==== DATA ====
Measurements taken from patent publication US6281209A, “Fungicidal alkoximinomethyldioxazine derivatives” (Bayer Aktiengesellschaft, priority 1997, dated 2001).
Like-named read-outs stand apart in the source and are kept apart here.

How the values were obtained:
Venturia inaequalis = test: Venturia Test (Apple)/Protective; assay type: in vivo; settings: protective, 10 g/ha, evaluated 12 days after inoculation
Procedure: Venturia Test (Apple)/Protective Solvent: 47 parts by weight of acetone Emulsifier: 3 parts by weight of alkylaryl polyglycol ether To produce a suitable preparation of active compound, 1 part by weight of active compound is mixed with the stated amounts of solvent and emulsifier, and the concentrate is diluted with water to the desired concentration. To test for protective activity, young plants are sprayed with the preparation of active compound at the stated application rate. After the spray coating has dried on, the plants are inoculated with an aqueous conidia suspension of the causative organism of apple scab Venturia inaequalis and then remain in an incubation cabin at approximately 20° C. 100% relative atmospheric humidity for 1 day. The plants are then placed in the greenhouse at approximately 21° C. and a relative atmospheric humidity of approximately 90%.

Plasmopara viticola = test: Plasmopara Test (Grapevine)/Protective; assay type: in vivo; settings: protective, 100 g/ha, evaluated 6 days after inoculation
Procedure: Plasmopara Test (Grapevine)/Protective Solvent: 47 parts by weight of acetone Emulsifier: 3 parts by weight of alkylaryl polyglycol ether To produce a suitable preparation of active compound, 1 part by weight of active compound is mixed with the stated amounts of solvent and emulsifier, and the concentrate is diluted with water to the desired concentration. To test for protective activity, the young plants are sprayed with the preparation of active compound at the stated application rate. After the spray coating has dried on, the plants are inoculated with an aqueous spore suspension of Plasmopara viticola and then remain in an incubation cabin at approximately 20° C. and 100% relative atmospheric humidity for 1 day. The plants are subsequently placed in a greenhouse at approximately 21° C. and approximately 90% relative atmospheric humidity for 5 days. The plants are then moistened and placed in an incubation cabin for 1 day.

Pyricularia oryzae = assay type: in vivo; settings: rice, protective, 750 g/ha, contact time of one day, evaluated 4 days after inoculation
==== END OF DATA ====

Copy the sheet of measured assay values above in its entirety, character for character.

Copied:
Measurements taken from patent publication US6281209A, “Fungicidal alkoximinomethyldioxazine derivatives” (Bayer Aktiengesellschaft, priority 1997, dated 2001).
Like-named read-outs stand apart in the source and are kept apart here.

How the values were obtained:
Venturia inaequalis = test: Venturia Test (Apple)/Protective; assay type: in vivo; settings: protective, 10 g/ha, evaluated 12 days after inoculation
Procedure: Venturia Test (Apple)/Protective Solvent: 47 parts by weight of acetone Emulsifier: 3 parts by weight of alkylaryl polyglycol ether To produce a suitable preparation of active compound, 1 part by weight of active compound is mixed with the stated amounts of solvent and emulsifier, and the concentrate is diluted with water to the desired concentration. To test for protective activity, young plants are sprayed with the preparation of active compound at the stated application rate. After the spray coating has dried on, the plants are inoculated with an aqueous conidia suspension of the causative organism of apple scab Venturia inaequalis and then remain in an incubation cabin at approximately 20° C. 100% relative atmospheric humidity for 1 day. The plants are then placed in the greenhouse at approximately 21° C. and a relative atmospheric humidity of approximately 90%.

Plasmopara viticola = test: Plasmopara Test (Grapevine)/Protective; assay type: in vivo; settings: protective, 100 g/ha, evaluated 6 days after inoculation
Procedure: Plasmopara Test (Grapevine)/Protective Solvent: 47 parts by weight of acetone Emulsifier: 3 parts by weight of alkylaryl polyglycol ether To produce a suitable preparation of active compound, 1 part by weight of active compound is mixed with the stated amounts of solvent and emulsifier, and the concentrate is diluted with water to the desired concentration. To test for protective activity, the young plants are sprayed with the preparation of active compound at the stated application rate. After the spray coating has dried on, the plants are inoculated with an aqueous spore suspension of Plasmopara viticola and then remain in an incubation cabin at approximately 20° C. and 100% relative atmospheric humidity for 1 day. The plants are subsequently placed in a greenhouse at approximately 21° C. and approximately 90% relative atmospheric humidity for 5 days. The plants are then moistened and placed in an incubation cabin for 1 day.

Pyricularia oryzae = assay type: in vivo; settings: rice, protective, 750 g/ha, contact time of one day, evaluated 4 days after inoculation